2018 Subaru Impreza Sport Review
2018 Subaru Impreza Sport Review By Auto Critic Steve Hammes
Month after month, Subaru’s sales continue to rise; remarkable when you consider they don’t sell a traditional crossover or 3-row SUV. But Americans have bought into their all-wheel drive, dog-loving ways, attracted to their mix sedans, hatchbacks and wagons. This is the all-new, 2018 Impreza.
After a truncated run of 2017 models, this next generation Impreza is really hitting its stride. It’s the only Subaru “car” to see sales gains this year, up over 40%. For the first time, production has moved from Japan to the United States, riding upon a new platform designed to deliver significantly higher levels of driving pleasure, agility, crash protection and ride comfort. The size hasn’t grown that much though there’s enough additional passenger volume to garner a midsize classification, maturing from its compact dimensions. And it feels that way, too; whether from behind the wheel or from behind the front seats, there’s ample room in here. It sits lower, improving aesthetics, aerodynamics and handling. Though with 5.1” of ground clearance, this is one Subaru you’re going to want to keep primarily on-road. It still comes in sedan and hatchback bodystyles and motors with familiar powertrains. This here is the new Impreza Sport, with 18” wheels, a sport-tuned independent suspension with Active Torque Vectoring, LED daytime running lights, black grille, body-color rocker panels and rear spoiler. Upgrades over the Premium trim include the 8” touchscreen multimedia system, keyless access with push button start, aluminum pedals and leather wrapped driver controls. The look is stellar, particularly so in this Lithium Red Pearl paint, and I don’t think I’ve ever said that before about any Subaru. Never a Subaru strong suit, interior design also speaks to higher quality and greater visual appeal. Touchpoints feel more premium, doors shut with a reassuring thud and overall it seems quieter. The manually adjusted driver’s seat is firm but comfortable and the low cowl provides a wide field of vision.
Now, if you REALLY want a sporty Impreza you buy a WRX, so it’s important to understand the Impreza Sport’s positioning. It’s powered by a 152 horsepower 4-cylinder engine paired here to the optional continuously variable transmission. You’ve likely heard bad things about the CVT but Subaru has gone to great lengths to assuage the criticisms. This one is interesting in that it has a manual mode function that authentically mimics 7 shift points to provide the feeling of a traditional automatic. And if you’re looking to extract any fun from this car paddle shifting is a must. With the gear shifter kicked to the left, gear changes occur rapidly enough to feel more like a dual clutch transmission. Leave the CVT to its own devices and it’s as smooth and quiet as any such gearbox on the market, but with tepid acceleration and a dead spot around 2,000 RPM where your foot is saying go but the engine’s saying no. 90% of buyers will likely find the drive acceptable but the rest will want something with more zip. Stellar fuel economy is virtually unchanged at 27mpg city/36mpg highway.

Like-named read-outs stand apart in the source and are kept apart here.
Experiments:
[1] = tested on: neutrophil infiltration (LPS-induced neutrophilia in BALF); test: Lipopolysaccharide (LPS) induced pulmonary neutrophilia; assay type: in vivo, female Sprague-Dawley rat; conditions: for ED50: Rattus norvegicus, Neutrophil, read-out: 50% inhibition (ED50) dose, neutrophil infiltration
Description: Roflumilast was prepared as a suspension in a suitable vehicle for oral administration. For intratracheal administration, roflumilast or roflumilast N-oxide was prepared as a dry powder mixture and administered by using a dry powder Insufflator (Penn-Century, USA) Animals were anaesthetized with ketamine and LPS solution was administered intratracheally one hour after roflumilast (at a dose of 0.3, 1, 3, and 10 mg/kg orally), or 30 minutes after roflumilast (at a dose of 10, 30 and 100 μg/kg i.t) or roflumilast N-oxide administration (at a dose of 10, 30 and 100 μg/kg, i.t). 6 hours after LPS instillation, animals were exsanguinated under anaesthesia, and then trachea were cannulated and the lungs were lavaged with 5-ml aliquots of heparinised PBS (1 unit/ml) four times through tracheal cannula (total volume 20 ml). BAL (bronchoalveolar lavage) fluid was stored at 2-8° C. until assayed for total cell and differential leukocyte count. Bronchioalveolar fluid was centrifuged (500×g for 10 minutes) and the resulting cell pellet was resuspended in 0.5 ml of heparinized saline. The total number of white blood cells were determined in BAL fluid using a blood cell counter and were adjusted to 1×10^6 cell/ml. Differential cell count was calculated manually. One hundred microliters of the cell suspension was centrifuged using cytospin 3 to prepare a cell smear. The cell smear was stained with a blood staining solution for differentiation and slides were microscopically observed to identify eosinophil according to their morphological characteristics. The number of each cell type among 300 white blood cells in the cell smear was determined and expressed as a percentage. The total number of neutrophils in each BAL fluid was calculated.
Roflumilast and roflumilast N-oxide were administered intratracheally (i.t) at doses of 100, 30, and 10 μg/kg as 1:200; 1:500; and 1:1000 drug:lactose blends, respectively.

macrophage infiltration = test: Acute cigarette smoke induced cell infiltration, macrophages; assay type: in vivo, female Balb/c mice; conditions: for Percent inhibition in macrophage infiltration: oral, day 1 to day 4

Driven normally, the Impreza’s balance of ride and handling is impressive. The steering is quick and precise, the car dutifully goes where you point it and the suspension soaks up a rough road. Push it harder though and there’s a good deal of understeer – that’s the effect you get when the front end plows through a curve. The torque vectoring helps tuck the car into a tight turn, but hampered by the lack of oomph, the Sport’s happier with mild exercise.
Concerning the Starlink system, this is an easy to use interface with some very clever apps, such as the a propos eBird app, designed for birdwatchers, advising them of local sightings and locations. There’s no embedded navigation but the Magellan Navi app is free for 3 years or you can just use your phone’s mapping software through Apple CarPlay and Android Auto. 2 USB ports are included. There’s lots of good stuff in here and it’s worth noting how great the audio system sounds, with volume, clarity and deep bass and that’s without either of the 2 available upgrades.
Other relevant information can be displayed up here, controlled via a steering wheel switch. Without the EyeSight system, this car lacks the important side blind zone alert, rear cross traffic alert and the like. MSRP is $23,755. All-wheel drive entries in the compact segment are rare so that alone gives the Impreza a leg up and even though it can’t match the Civic’s excitement it’s a solid effort worthy of consideration.